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Alcohol in Energy Drinks?
Alcohol in energy drinks? Alcohol sales and stats show teens are consuming a lot of alcoholic energy drinks. This article discusses the dangers of mixing alcohol and energy drinks and offers tips on warning teens about the consumption of energy drinks with alcohol.
According to the Marin Institute, energy drink sales top $3.2 billion each year. The biggest demographic for energy drinks is the age group of 12 to 17 year olds, with 31% of them consuming energy drinks regularly. This is in contrast to the next largest group, 25 to 34 year olds, 22% of which consume energy drinks regularly. The fact that so many teenagers consumer energy drinks is one of the reasons that there are increasing concerns about alcohol in energy drinks.
This concern revolves around two main points. The first is that many students choose to create cocktails using energy drinks and alcohol. These are homemade cocktails that are often created by friends. The other issue is that some companies have begun adding alcohol to already-made energy drinks. There was a controversy surrounding a drink called Spykes, which was an energy drink containing alcohol. Additional, Rock Star 21 represents a foray into professionally produced energy drinks with alcohol, revolving around the popular Rock Star energy drink.
The rise of alcohol in energy drinks
Many students were already mixing alcohol into energy drinks. It soon became obvious that beverage makers could cash in on this trend by adding alcohol to their popular energy drinks. They even package them similarly to non-alcoholic versions so that it can be difficult to distinguish between the two. Even in some stores, checkers and others do not recognize that they are scanning a drink with alcohol and fail to ask for identification. It is fairly easy for underage students to acquire energy drinks with alcohol in them, especially since there are few parents and store workers that even recognize what is going on.
Dangers of alcohol in energy drinks
It is worth noting that it is not exactly a good idea to mix alcohol with the stimulants used in many energy drinks. First of all, there is the psychological implication that you can drink more alcohol when you combine it with an energy drink. This happens most often when students mix it themselves. There is an idea that you can drink more with fewer ill effects because of the stimulants. However, this isn’t true. Students drink more, but the effects of drunkenness are not actually reduced. In fact, since more alcohol is consumed, the effects are actually worse. This because, contrary to popular belief, stimulants don’t actually “cure” the effects of alcohol. Energy drinks can reduce the symptoms of drunkenness a bit, but the alcohol is still there, affecting the system.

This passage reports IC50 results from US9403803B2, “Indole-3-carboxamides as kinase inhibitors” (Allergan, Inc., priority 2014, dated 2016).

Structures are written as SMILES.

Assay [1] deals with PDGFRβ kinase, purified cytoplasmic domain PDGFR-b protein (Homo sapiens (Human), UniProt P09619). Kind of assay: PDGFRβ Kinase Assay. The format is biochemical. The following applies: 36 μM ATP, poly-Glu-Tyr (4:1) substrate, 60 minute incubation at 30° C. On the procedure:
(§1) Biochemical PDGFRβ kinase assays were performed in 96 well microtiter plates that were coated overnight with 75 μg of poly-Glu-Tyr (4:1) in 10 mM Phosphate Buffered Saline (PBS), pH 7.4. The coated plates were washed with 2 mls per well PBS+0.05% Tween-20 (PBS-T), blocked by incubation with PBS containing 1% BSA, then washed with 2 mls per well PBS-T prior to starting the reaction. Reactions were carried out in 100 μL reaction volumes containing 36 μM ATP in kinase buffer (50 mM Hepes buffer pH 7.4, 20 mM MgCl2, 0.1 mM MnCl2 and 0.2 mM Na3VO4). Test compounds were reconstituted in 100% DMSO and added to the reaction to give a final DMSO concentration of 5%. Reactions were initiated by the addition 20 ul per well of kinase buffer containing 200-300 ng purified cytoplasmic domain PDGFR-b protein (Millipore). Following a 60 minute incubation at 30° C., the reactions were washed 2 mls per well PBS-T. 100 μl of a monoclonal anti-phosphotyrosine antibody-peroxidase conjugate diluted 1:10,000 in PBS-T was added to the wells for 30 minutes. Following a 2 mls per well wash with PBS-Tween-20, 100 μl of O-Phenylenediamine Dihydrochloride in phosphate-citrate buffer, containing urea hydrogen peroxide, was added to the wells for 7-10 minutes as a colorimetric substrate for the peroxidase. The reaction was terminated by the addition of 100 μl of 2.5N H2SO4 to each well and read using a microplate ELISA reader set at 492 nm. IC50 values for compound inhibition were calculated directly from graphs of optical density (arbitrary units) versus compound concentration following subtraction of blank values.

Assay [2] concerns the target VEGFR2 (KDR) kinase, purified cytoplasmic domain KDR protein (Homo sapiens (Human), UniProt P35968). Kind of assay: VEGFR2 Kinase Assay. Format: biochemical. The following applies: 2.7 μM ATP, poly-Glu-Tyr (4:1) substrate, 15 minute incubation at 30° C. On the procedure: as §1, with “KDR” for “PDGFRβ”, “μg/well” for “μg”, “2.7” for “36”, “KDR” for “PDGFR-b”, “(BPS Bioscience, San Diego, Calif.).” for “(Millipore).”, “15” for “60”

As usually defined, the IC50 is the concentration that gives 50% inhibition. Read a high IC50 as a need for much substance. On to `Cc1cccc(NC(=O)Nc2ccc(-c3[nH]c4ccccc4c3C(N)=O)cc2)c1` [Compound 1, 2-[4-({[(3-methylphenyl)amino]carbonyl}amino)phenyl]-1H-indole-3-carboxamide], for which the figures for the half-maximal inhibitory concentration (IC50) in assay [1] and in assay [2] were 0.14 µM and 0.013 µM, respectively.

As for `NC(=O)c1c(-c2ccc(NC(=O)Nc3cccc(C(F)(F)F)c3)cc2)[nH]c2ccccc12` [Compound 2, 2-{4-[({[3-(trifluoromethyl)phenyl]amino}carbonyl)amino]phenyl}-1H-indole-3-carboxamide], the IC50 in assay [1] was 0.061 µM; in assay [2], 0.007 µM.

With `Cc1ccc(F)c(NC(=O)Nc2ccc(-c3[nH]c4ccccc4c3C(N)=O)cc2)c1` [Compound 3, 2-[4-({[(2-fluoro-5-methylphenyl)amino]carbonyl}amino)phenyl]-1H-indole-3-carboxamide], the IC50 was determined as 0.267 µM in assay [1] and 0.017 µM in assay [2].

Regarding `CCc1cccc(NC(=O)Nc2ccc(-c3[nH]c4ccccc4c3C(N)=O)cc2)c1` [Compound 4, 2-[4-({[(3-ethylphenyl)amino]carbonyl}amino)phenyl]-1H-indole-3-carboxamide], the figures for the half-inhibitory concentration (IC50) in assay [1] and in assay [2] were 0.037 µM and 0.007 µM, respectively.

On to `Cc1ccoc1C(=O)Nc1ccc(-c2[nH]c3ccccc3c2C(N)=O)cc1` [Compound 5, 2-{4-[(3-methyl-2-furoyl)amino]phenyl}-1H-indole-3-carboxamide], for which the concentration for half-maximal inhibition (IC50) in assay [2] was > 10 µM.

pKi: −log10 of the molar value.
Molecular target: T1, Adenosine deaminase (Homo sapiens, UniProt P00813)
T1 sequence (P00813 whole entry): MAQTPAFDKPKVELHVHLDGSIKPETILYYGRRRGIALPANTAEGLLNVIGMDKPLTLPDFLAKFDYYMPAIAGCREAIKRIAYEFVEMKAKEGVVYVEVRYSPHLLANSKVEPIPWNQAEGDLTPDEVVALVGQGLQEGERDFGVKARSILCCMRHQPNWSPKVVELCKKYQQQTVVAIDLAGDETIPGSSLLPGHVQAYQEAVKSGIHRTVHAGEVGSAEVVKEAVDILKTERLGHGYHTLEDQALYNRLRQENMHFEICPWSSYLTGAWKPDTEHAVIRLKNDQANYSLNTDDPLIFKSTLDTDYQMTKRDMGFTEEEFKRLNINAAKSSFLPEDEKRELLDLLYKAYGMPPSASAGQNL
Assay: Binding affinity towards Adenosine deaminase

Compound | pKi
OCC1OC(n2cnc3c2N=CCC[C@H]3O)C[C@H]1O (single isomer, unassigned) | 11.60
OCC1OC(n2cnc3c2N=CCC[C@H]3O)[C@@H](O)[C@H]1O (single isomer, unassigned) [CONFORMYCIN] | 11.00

One of the dangers associated with alcohol in energy drinks is the fact that some students don’t realize that they are drinking alcohol. The drinks are not always clearly marked, and many don’t even realize they are imbibing. This can lead to unintended consequences, such as unsafe sex and reduced motor control. This is especially true if teenagers drink more than one energy drink at a time.
Warning teens against the dangers of alcohol in energy drinks
Studies show that whether or not a teen drinks can be heavily influenced by parental disapproval. It is a good idea to talk to your teenagers about the dangers associated with mixing alcohol in energy drinks. It is also a good idea to warn your teenager that some energy drinks contain alcohol, and that they need to be careful, since checkers may not always catch the mistake. It is also worth noting that energy drinks themselves - even without the alcohol - come with their own set of problems. The stimulants and other ingredients (which far exceed those found in a cup of coffee or even an espresso), when consumed regularly can lead to a number of health concerns. Combine the issues attached to alcohol in energy drinks, and things could become seriously problematic.
As a parent, you should try to be aware of what your teens are doing. Check the cans of energy drinks yourself when you see them, looking for alcoholic contents. It has to be marked on the can, so look for it. You may have to look hard, since energy drinks with alcohol are designed to be difficult to truly distinguish from their original, non-alcoholic counterparts.
In the end, this is a very real concern. Some energy drinks contain alcohol, and these drinks are specifically marketed at the youth, no matter what companies and ad agencies say. It’s their biggest market, and they will try to capitalize on it. It is up to you to be vigilant, talk to your kids about the dangers, and voice your concerns to regulators and the companies themselves.
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